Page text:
IMR Press / CEOG / Volume 47 / Issue 6 / DOI: 10.31083/j.ceog.2020.06.2123
Open Access Original Research
Treatment outcomes of uterine lesion resection versus hysterectomy for cesarean scar pregnancy
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1 Operation Room, Shidao People’s Hospital, Weihai 264308, Shandong Province, P.R. China
2 Department of Obstetrics, Weihai Central Hospital, Weihai 264400, Shandong Province, P.R. China
*Correspondence: (YAN ZHANG)
Clin. Exp. Obstet. Gynecol. 2020, 47(6), 882–886;
Submitted: 23 December 2019 | Accepted: 7 May 2020 | Published: 15 December 2020
Copyright: © 2020 Wang et al. Published by IMR Press
This is an open access article under the CC BY 4.0 license

Objective: To compare the effects of uterine lesion resection (ULR) and hysterectomy on cesarean scar pregnancy (CSP). Materials and Methods: A total of 147 patients admitted from January 2009 to January 2019 and diagnosed as CSP by pathological examination were selected, of whom 105 underwent ULR and 42 received hysterectomy. The gestational age, size of gestational mass, serum β-hCG level, previous treatments and clinical outcomes of the two groups were compared. Results: Compared with the hysterectomy group, the ULR group had significantly lower gestational age, size of gestational mass and proportion of persistent CSP (p < 0.05), and significantly higher serum β-hCG level (p = 0.011). The median gestational ages of ULR and hysterectomy groups at termination of pregnancy were 67 d and 83 d, respectively, and their median bleeding volumes were 400 mL and 650 mL, respectively (p < 0.05). In the ULR group, the median bleeding volumes of patients with gestational age of ≥ 10 weeks (n = 48) and < 10 weeks (n = 57) were 500 mL and 300 mL, respectively (p < 0.05). Twenty-one cases (20%, 21/105) were switched to hysterectomy due to emergency CSP during curettage, of whom 6 had uterine perforation and 15 had massive bleeding (200-800 mL). The hysterectomy group all received emergency hysterectomy owing to massive bleeding. The proportions of blood transfusion and emergency CSP in the ULR group were significantly lower than those of the hysterectomy group (p < 0.01). Twenty-one patients (14.29%, 21/147) in the two groups suffered from serious complications. Neither group had bladder injury. Conclusion: ULR was mainly suitable for CSP patients with the gestational age of 9-10 weeks at termination of pregnancy, gestational mass size of 60-90 mm, failed initial treatment but stable hemodynamics. Hysterectomy instead of ULR was safer for patients in critical conditions with the gestational age of > 12 weeks.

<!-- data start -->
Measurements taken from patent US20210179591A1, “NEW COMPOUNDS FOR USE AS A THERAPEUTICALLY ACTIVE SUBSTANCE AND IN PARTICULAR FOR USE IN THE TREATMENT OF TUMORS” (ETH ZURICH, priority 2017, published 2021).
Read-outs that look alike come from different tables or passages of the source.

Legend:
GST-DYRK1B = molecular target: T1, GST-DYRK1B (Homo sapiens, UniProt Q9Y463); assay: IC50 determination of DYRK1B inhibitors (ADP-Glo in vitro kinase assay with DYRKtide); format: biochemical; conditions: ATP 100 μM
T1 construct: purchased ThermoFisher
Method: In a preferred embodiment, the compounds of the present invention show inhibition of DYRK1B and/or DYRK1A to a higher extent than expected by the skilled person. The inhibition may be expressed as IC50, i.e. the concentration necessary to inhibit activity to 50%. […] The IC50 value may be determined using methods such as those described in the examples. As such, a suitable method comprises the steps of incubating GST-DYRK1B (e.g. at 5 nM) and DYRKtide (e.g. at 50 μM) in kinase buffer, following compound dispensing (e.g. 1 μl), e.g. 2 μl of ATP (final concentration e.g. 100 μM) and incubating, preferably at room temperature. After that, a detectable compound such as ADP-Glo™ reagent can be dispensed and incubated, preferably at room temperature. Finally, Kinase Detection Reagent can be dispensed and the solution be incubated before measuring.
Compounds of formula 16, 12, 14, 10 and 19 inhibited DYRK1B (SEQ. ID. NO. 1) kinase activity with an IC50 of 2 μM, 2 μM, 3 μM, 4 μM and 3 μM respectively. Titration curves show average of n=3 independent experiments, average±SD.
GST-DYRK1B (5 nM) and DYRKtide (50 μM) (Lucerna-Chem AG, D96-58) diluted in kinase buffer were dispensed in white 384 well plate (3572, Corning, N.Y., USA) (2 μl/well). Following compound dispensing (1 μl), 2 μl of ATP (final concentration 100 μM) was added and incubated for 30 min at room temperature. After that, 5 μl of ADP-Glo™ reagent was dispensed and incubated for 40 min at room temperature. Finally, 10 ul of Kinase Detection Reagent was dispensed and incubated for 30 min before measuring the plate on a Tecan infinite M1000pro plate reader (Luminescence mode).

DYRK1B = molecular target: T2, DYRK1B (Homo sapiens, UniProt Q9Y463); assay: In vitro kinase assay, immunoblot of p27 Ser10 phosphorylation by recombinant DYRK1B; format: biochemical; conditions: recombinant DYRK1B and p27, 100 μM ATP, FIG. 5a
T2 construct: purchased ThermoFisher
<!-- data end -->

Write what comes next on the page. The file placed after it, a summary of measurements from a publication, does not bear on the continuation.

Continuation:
Uterine lesion resection
Cesarean scar pregnancy
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